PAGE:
‘War to end all wars’ did no such thing

A century ago, young men with families, friends, and dreams fought an opposing army made up of young men with families, friends, and dreams. On both sides orders to kill and capture the enemy trickled down their respective military chains of command, passing from the lily-white hands of the most powerful to the blood-stained hands of the most expendable.

In some sectors, during the 1914 Christmas truce, many French, British and German soldiers joined together to exchange gifts, sing carols and play soccer. The high commands on both sides quickly ordered an end to such fraternizing.

The awe-inspiring Canadian National Vimy Memorial stands as a lasting tribute to the gallantry, ingenuity, daring and sacrifice demonstrated by our four divisions of troops. The names of the 11,285 Canadians who died in France and had no known grave are carved into the base of the monument. Each year hundreds of thousands of people show their respect by visiting the Vimy Memorial. Many must shake their heads in disbelief while tears run down their cheeks.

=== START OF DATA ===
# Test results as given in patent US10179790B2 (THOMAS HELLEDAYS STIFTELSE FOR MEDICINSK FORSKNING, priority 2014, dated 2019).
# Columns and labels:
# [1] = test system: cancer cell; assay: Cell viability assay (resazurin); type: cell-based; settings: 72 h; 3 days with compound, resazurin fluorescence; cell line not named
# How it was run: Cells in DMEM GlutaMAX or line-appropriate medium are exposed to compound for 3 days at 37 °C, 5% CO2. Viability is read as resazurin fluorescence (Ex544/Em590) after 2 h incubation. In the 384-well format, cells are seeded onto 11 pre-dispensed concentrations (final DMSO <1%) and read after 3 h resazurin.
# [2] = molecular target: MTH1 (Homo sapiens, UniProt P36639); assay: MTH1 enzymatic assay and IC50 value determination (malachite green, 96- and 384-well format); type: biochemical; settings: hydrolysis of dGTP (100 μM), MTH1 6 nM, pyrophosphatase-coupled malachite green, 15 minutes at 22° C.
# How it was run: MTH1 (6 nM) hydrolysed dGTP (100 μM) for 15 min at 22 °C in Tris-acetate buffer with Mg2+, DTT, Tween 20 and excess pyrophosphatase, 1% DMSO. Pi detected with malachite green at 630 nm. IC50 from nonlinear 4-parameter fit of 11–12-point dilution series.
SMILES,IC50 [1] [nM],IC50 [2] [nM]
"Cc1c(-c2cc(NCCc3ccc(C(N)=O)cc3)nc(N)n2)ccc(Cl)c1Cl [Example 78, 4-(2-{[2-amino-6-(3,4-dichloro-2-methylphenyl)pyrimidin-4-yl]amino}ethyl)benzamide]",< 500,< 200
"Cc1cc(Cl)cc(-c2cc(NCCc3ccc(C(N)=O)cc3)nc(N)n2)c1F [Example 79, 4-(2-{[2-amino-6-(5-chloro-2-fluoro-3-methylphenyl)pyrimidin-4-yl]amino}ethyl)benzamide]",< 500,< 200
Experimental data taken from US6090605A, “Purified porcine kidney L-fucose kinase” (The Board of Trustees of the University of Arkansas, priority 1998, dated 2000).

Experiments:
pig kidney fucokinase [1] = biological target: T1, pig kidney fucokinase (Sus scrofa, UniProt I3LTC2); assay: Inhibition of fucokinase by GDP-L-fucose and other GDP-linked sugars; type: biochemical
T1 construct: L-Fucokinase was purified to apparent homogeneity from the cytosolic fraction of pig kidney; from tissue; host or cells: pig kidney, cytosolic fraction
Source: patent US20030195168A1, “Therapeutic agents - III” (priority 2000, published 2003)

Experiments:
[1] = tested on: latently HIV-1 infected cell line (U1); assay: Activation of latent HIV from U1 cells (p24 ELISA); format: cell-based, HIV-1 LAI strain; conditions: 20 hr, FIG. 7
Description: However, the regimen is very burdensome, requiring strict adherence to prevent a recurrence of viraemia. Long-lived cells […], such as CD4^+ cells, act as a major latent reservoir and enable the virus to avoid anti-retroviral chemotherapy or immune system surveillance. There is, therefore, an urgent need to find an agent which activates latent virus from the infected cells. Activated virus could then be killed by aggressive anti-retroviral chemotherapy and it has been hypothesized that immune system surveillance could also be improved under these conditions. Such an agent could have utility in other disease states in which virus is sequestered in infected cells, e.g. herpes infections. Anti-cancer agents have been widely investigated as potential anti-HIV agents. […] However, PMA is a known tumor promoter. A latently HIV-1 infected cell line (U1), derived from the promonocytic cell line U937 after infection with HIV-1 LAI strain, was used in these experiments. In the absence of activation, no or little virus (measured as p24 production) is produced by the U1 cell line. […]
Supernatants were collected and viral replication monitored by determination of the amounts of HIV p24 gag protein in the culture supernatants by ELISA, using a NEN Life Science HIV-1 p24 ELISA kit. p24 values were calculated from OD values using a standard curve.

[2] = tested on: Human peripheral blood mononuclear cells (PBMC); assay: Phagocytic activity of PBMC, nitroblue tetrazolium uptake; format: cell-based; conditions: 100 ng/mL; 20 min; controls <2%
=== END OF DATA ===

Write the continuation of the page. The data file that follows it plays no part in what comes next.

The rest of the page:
Voltaire said, “One owes respect to the living. To the dead, one owes only the truth.” If we could somehow speak to the spirits of the fallen, who among us would have the nerve to tell them that all their pain and suffering did not silence the drums of war?

Lloyd Atkins